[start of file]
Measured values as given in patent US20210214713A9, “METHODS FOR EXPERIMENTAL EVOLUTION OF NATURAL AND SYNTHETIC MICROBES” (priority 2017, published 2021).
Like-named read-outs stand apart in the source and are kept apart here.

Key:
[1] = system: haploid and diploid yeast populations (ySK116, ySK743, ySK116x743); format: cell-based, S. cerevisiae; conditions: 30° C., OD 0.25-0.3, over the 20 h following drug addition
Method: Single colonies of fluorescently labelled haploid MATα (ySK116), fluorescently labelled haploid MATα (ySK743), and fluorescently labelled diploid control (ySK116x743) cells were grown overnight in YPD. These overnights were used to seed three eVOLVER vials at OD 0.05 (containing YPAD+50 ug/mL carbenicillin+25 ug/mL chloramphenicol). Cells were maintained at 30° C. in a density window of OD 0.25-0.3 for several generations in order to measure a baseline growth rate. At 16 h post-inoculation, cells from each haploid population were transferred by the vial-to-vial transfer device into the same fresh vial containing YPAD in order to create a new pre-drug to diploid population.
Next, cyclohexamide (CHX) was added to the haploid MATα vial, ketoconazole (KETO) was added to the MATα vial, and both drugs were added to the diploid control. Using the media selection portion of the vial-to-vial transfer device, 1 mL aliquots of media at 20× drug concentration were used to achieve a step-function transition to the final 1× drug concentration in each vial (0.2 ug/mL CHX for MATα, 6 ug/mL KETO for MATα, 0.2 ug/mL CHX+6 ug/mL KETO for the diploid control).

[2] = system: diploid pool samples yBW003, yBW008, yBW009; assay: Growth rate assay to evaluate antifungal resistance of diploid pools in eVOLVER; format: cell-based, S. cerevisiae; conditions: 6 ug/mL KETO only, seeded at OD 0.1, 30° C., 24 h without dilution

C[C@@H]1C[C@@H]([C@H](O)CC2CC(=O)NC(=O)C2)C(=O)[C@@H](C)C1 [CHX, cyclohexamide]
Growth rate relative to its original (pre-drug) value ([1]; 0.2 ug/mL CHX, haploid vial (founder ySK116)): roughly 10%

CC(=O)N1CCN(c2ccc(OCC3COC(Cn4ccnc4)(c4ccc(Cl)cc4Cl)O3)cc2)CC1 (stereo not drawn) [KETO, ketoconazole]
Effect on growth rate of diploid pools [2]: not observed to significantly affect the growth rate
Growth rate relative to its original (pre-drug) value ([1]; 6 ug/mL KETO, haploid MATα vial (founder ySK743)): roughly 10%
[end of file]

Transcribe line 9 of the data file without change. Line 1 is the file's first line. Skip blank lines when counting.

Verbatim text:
Growth rate relative to its original (pre-drug) value ([1]; 0.2 ug/mL CHX, haploid vial (founder ySK116)): roughly 10%